Debts now too big to boom and crash again...
LAST WEEK I was lucky enough to see Professor Steve Keen give a talk at the House of Commons, writes John Stepek at MoneyWeek magazine.
Keen is among the minority of economists who foresaw the financial crisis that started in 2007, but hit the front pages in 2008.
The question before him: "Could there be a repeat of 2008?"
It's something I'm sure we'd all like to know. So what's the verdict?
Steve Keen has a bone to pick with traditional economists. He picks it very politely, but he doesn't hold back in his criticism.
They missed the 2008 crisis because they are using the wrong models, he says. They don't pay any attention to the role of credit. If they did, they'd have realised that our pre-crisis trajectory was unsustainable.
A common refrain of mainstream economists is the idea that debt doesn't matter, because – on a global basis – "we owe it to ourselves". Every liability is someone else's asset. I owe you £1,000. You own an IOU worth £1,000. That's how it works. So for the purposes of big picture thinking, you can just net the debt out and it doesn't matter.
I think that most "civilians" (ie, non-economists) can see that there's something wrong with this way of thinking. The key, says Keen, is that it ignores the role of banks in money creation.
Let's keep this as simple as possible. You have £1,000. You stick it in the bank. The bank lends the £1,000 to me. Even if I spend the lot in the local pub rather than on setting up a productive business, and you don't end up getting a penny of it back, the £1,000 is still floating around the economy (probably sitting back in the bank, only this time in the pub landlord's account). So in that case, you can indeed ignore credit for big picture purposes.
But that's not what happens in the real world. In the real world, you have £1,000 and you stick it in the bank. The bank lends £1,000 to me, and nine other people. That £1,000 has turned into £10,000. And pretty soon, if you don't maintain that rate of credit creation, economic activity will collapse.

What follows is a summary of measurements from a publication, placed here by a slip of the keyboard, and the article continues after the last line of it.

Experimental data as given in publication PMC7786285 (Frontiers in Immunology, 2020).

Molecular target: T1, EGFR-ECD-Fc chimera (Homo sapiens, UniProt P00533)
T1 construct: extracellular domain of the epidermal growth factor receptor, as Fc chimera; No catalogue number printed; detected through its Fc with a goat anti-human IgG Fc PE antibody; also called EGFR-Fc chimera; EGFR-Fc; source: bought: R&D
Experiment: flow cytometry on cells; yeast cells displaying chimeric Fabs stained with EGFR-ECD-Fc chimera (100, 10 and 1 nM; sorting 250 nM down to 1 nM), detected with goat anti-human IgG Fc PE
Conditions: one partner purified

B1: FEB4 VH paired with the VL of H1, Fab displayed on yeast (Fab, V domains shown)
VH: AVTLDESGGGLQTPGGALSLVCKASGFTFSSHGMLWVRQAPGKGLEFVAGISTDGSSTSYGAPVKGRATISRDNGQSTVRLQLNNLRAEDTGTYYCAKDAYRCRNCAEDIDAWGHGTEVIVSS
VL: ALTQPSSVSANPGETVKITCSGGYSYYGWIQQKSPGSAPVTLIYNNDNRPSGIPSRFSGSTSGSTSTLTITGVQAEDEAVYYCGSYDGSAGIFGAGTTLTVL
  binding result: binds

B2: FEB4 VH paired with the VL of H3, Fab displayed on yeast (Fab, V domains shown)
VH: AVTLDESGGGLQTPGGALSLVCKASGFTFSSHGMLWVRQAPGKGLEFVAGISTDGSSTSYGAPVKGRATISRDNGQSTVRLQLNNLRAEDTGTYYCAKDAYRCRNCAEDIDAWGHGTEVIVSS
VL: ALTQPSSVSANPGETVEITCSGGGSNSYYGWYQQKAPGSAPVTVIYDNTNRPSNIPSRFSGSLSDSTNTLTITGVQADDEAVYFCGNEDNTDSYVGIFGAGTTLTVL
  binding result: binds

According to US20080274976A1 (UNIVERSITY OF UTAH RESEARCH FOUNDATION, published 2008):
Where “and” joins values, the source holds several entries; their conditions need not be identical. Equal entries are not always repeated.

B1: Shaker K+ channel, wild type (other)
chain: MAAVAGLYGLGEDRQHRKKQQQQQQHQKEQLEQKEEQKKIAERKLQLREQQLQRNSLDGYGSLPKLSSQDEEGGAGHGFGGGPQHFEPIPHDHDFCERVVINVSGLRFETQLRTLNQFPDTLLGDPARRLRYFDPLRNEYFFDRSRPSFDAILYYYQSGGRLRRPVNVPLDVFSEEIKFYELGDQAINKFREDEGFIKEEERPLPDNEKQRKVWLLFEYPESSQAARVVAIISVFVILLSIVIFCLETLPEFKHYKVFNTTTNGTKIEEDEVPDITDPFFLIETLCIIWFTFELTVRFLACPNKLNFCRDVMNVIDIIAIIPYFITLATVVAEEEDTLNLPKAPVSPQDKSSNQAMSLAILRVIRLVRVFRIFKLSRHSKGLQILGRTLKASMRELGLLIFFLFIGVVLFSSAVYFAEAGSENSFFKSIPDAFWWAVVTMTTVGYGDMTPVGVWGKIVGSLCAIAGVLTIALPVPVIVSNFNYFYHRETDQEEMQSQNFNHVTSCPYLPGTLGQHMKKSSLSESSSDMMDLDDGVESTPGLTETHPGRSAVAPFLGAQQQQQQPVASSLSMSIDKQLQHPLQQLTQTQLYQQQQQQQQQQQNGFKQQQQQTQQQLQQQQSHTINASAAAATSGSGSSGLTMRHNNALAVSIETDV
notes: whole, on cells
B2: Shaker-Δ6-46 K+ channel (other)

At first it's fine, because the debt funds productive investment that generates more money than it costs to fund. Then you get projects that cover their funding costs, but no more. And finally you get Ponzi schemes that rely on borrowing ever more money to stay afloat.
This is why debt is a problem. The more and more of it you pile on, the more you need to create, just to stand still. Eventually, it can't continue (this is the Hyman Minsky view of the world, which Keen draws heavily on).
This might cause consternation among economists. But it won't be news to most investors. As all investors know (or find out to their cost), as soon as you add borrowed money to anything – even the "safest" investment – you multiply your risk, often in unexpected ways.
The good news is that Keen says we're unlikely to see another 2008-style crisis in the US and the UK. The bad news is that this is because we're now like Japan was just after 1990.
In short, to have a 2008-style crash, you need to have the mega-boom in credit before it. We now have too much debt already to get another proper credit boom going. So instead we'll have stagnation.
It is however, he says, very likely that we'll see something like the 2008 financial crisis in other countries whose credit booms never really ended.
Keen's native Australia – where he's been an infamous house-price bear for a long time – is one candidate. Norway and Sweden (where negative interest rates have created rampant house-price bubbles) are too. Belgium – oddly enough – is another.
The most worrying of all of these, however, is the risk of China having a 2008-style meltdown. China, acknowledged Keen, is different in that the heavy involvement of the state in the financial system makes it easier for them to shuffle things about on the balance sheet. But that's not a solution – it just means that the timing of a crash is harder to predict.
That's all pretty gloomy. But in practical terms, what's the end result? There's the rub. Keen might have a better model than most economists for explaining why 2008 happened in the first place, but that doesn't mean he has a magic wand that can fix the aftermath.
You have to get rid of the debt. And as we've pointed out many times in the past, there are only three ways to get rid of debt. You pay it back honestly (in other words, you generate the repayments through productive activity); you repay it dishonestly (you print the money to fund the repayments or otherwise inflate the debt away); or you outright default on the debt (you stiff your creditors).
This is why Keen likes the idea of a debt jubilee (writing debt off en masse), or "QE for the people" – where the central bank credits a few thousand Pounds direct to everyone's bank account, and those with debts have to use it to pay them off.
Those ideas sound extreme, but not as extreme as they might have sounded ten years ago. And if we really are turning Japanese, and this really isn't "lift-off" in the US, it seems quite possible that we might see one or more of these suggestions move from being politically impossible to politically inevitable in the next few years.
If that sounds far-fetched to you, bear in mind that Keen's audience for this talk was not primarily journalists – it was mainly Lords, MPs, think-tank staff and other policy "gurus".
My colleague Merryn interviewed Keen last year. You can (and should) watch the video here. You may not agree with everything he says, but it'll definitely make you think.